Michael Shannon’s ‘A Little White Lie’ Is Not A Comedy

I didn’t go into A Little White Lie expecting a thoughtful, Oscar-winning commentary on imposter syndrome and the blurry nature of reality for those immersed in the literary quality. And thank goodness for that, because 100 minutes later, I had no idea what I had just watched.

Going by the film’s trailer (and anticipatory comments), one would be forgiven for thinking the movie was a rom-com. The premise is rom-com-y enough – a reclusive handyman named Shriver (Michael Shannon) is mistakenly invited by English professor Simone Cleary (Kate Hudson) to the fictional Acheron University’s once-famous literary fest. Having nothing better to do than stare at the watermark on his ceiling, he decides to accept the invitation as C.R. Shriver, an author who disappeared after writing his celebrated (and only) novel Goat Time. Cue hijinks.

Or not? Sadly, writer-director Michael Maren’s second feature is neither romantic nor a comedy. That is unfortunate, considering the fact that the premise and the cast had so much potential. Accompanying big names Shannon and Hudson is Don Johnson as Professor Wasserman – a mostly drunk but genial presence. The supporting cast is a veritable who’s who of ‘hey, that’s that person from that thing!’, including Peyton List, Aja Naomi King, and Wendie Malick.

Da'Vine Joy Randolph as Shriver superfan Delta gives audiences another reason to root for her rise to the mainstream, while Zach Braff’s appearance at the end delivers brief moments of levity.

Expectations Dashed

However, almost every other department lets the film down. The cinematography and color grading render the overall look rather flat and early 2000s-esque. Alex Wurman’s score is listless and uninspired, adding little to the general feel of the scenes. The writing is clunky at best, and one only realizes the existence of some jokes in hindsight.

It is a generally agreed upon fact that Michael Shannon is a stellar actor, but Shriver’s character seems to have no personality besides mastering the perfect blend of looking lost and looking frustrated. And it is not like Shannon cannot pull off satirical comedy – he was brilliant as Walt Thrombey in Knives Out.

The script also attempts to shoehorn a romantic plot line between Shriver and Hudson’s Simone, despite featuring absolutely no buildup or chemistry between the characters whatsoever. It should have been easy, considering how a dressed down Kate Hudson glows throughout the film, but it is almost painful to watch the two kiss after what seemed like a solid half hour of Shriver just reading aloud from a book. I mean, whatever works for them?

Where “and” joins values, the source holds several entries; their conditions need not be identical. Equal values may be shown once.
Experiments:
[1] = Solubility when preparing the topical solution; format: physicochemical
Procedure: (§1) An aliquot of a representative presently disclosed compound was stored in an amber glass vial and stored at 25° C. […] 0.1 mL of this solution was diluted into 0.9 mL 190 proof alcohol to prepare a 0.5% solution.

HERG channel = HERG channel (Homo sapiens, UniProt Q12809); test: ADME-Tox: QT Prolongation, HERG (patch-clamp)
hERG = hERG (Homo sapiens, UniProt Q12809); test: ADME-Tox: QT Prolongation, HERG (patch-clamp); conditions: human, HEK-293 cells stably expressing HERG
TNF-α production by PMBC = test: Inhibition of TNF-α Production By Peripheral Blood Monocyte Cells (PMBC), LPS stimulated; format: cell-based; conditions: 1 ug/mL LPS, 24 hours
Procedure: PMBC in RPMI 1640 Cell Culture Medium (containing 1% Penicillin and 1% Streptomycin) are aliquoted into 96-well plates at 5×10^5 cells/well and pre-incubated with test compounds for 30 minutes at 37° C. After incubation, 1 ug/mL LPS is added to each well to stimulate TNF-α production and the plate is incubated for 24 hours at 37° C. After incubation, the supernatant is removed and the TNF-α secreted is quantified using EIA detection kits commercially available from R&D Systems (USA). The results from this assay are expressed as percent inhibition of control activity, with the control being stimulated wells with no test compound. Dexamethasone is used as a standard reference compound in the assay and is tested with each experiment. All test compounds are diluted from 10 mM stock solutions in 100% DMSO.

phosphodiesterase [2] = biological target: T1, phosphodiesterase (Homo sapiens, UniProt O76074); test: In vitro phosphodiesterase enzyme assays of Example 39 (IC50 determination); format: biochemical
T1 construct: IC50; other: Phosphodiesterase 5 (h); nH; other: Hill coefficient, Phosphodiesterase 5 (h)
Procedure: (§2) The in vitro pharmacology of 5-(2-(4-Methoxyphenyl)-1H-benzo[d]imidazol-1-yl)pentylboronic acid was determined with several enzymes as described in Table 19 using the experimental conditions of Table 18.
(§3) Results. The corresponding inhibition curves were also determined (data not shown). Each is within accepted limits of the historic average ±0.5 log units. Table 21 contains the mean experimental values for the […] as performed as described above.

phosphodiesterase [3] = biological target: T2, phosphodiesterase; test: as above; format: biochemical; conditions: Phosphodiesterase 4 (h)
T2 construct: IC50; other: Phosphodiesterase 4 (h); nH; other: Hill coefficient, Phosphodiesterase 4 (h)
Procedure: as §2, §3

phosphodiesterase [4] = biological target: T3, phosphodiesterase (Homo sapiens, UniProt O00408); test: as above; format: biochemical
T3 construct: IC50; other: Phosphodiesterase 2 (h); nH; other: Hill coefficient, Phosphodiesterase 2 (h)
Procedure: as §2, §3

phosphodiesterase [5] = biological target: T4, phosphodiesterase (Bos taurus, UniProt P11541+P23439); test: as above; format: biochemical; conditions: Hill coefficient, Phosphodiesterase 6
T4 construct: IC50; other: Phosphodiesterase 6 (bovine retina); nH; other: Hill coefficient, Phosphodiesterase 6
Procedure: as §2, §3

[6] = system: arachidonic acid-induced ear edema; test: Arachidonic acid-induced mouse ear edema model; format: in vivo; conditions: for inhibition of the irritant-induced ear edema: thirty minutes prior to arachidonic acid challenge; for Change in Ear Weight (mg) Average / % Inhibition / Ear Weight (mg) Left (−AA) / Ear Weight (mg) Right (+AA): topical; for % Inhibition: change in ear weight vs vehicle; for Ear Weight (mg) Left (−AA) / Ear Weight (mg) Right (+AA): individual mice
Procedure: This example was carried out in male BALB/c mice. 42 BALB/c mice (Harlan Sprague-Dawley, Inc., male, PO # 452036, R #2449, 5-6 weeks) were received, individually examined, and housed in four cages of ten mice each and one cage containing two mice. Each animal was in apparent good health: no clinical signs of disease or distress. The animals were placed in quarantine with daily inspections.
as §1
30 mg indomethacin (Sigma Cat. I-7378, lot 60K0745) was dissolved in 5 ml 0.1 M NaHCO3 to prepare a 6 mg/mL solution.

The tonal changes are also rather jarring. The film starts off looking like a fluffy identity swap comedy, and then suddenly there are two Michael Shannons talking to each other accompanied by minor chords in the background. Is this a mental health deep dive now? Then we’re back to Don Johnson using a horse to travel across campus. But wait – now there are surreal visions of characters that appear exactly twice in the movie and do nothing for the plot at all.

Oh, the Whiplash

Even though the situation seems to escalate rapidly, there is never a credible sense of threat around the potential unraveling of Shriver’s pretenses.

And then there are the leaps in logic, which could have been overlooked had the film not taken itself so seriously at times. Shriver’s novel Goat Time is repeatedly touted as one of the greatest literary works ever, while simultaneously being criticized by multiple characters for being overtly misogynist. If the latter was true, why are people so excited about meeting Shriver? Why is the forward-thinking Prof. Cleary written as being in love with him? Why is there a closeup shot of a supposedly handwritten note that is 110% a printed piece of paper? Did nobody have two minutes to write a note by hand?

It’s all rather confusing.

When judging the film and its many continuity errors, however, one must also take into consideration the fact that filming was disrupted by the pandemic about three weeks in, and could resume only 400 days later. What is more, the idea itself had been in development hell since 2017, and the entire cast list underwent an overhaul within this time period.

Michael Maren has a prolific portfolio of international journalism backing his foray into filmmaking. There is no doubt that he can prove himself in the field, given more chances. For now, however, A Little White Lie just isn’t it.

In theaters and on demand March 3.

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This article was produced and syndicated by Wealth of Geeks.